NEW YORK (AP) -- Stocks are falling in early trading on Wall Street Monday and deepening last week's losses, as a troubling climb in coronavirus counts threatens the global economy.
The S&P 500 was 1.1% lower, following up on last week's 0.5% drop, which was its first in four weeks. The Dow Jones Industrial Average was down 419 points, or 1.5%, at 27,915, as of 9:46 a.m. Eastern time, and the Nasdaq composite was down 0.5%.
Stocks also weakened across much of Europe and Asia. In another sign of caution, Treasury yields were pulling back after touching their highest level since June last week.
Coronavirus counts are spiking in much of the United States and Europe, raising concerns about more damage to the still-weakened economy. The U.S. came very close to setting back-to-back record daily infection rates on Friday and Saturday, and officials in El Paso, Texas are asking residents to stay at home for two weeks, for example. In Europe, British authorities are likely to tighten restrictions on more areas of the country this week, while the continent's restaurants are already feeling the pain of new virus curfews and restrictions.
Hopes are fading, meanwhile, that Washington will be able to deliver more support for the economy anytime soon. House Speaker Nancy Pelosi and Treasury Secretary Steven Mnuchin spoke several times last week as they try to reach a compromise to send cash to most Americans, restart supplemental benefits for laid-off workers and provide aid to schools, among other things.
But deep partisan difference remains on Capitol Hill, and time is running out for anything to happen before Election Day on Nov. 3. Any deal reached between House Democrats and the White House also would likely face stiff resistance from Republicans in the Senate.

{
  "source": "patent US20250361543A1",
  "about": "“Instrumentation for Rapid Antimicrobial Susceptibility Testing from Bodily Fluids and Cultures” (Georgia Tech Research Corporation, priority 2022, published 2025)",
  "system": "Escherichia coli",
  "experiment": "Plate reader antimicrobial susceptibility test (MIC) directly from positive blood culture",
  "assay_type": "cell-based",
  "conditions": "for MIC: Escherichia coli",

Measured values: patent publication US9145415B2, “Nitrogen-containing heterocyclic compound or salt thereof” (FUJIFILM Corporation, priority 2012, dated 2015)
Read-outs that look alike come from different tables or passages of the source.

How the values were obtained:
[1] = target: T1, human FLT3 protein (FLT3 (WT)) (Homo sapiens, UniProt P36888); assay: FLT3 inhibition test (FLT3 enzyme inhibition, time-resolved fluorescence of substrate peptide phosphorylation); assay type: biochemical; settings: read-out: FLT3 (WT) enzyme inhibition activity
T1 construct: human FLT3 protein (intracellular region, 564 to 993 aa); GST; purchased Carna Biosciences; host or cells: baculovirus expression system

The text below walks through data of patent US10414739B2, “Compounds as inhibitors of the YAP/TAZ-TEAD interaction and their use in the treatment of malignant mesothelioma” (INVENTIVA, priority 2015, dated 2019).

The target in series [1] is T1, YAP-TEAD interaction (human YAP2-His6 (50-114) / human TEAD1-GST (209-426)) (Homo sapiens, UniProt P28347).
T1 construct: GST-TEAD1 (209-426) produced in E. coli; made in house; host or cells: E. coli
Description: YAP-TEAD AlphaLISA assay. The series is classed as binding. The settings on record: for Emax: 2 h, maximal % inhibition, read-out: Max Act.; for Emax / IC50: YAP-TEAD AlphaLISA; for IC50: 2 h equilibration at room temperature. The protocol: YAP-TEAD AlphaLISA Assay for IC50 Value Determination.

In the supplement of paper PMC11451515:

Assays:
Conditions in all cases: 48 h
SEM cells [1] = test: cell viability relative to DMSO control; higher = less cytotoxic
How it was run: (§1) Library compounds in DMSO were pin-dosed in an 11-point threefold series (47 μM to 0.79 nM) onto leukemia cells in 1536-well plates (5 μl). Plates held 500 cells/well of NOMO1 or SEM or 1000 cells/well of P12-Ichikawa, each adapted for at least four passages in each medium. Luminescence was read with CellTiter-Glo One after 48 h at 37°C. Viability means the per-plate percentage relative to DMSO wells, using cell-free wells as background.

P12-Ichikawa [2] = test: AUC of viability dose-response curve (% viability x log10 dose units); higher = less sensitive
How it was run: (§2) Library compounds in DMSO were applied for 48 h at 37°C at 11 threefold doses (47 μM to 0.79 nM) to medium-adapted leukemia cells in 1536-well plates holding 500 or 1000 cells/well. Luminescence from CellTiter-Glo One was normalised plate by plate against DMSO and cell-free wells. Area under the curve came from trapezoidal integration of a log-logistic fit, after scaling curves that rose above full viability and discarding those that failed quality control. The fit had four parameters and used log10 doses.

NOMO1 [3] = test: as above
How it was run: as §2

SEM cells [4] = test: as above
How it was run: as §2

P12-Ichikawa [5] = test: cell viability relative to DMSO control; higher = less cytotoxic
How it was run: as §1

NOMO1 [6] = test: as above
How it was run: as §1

"While we are seeing nations attempt to stifle the spread of the virus through more localised and tentative restrictions, it seems highly likely that we will eventually see a swathe of nationwide lockdowns if the trajectory cannot be reversed," said Joshua Mahony, senior market analyst at IG in London.
"Traders remain torn as they weigh up the potential impending benefits of a U.S. stimulus package and potential vaccine," he added.
Stocks of companies that need the virus to abate and the economy to return to normal were logging some of the sharpest losses in early trading.
Norwegian Cruise Line Holdings fell 6.7%, Marathon Oil dropped 4.7% and United Airlines lost 3.8%.
Energy stocks dropped to the sharpest loss among the 11 sectors that make up the S&P 500, falling in concert with oil prices. More than 90% of the stocks in the index were lower.
Among the market's few gainers in early trading were companies that can succeed even in a stay-at-home economy.
Etsy climbed 2.1% for one of the biggest gains in the S&P 500, while Netflix added 1.3% and Clorox added 1%.
In European stock markets, Germany's DAX lost 2.6%, and France's CAC 40 fell 1%. The FTSE 100 in London slipped 0.2%.
In Asia, Japan's Nikkei 225 dipped 0.1%, South Korea's Kospi fell 0.7% and stocks in Shanghai lost 0.8%.
The yield on the 10-year Treasury fell to 0.80% from 0.85% late Friday.